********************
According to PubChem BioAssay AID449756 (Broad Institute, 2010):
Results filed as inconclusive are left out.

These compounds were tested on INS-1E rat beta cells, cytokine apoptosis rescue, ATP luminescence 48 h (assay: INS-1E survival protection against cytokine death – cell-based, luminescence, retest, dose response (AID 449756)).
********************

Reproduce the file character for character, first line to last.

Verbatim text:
According to PubChem BioAssay AID449756 (Broad Institute, 2010):
Results filed as inconclusive are left out.

These compounds were tested on INS-1E rat beta cells, cytokine apoptosis rescue, ATP luminescence 48 h (assay: INS-1E survival protection against cytokine death – cell-based, luminescence, retest, dose response (AID 449756)).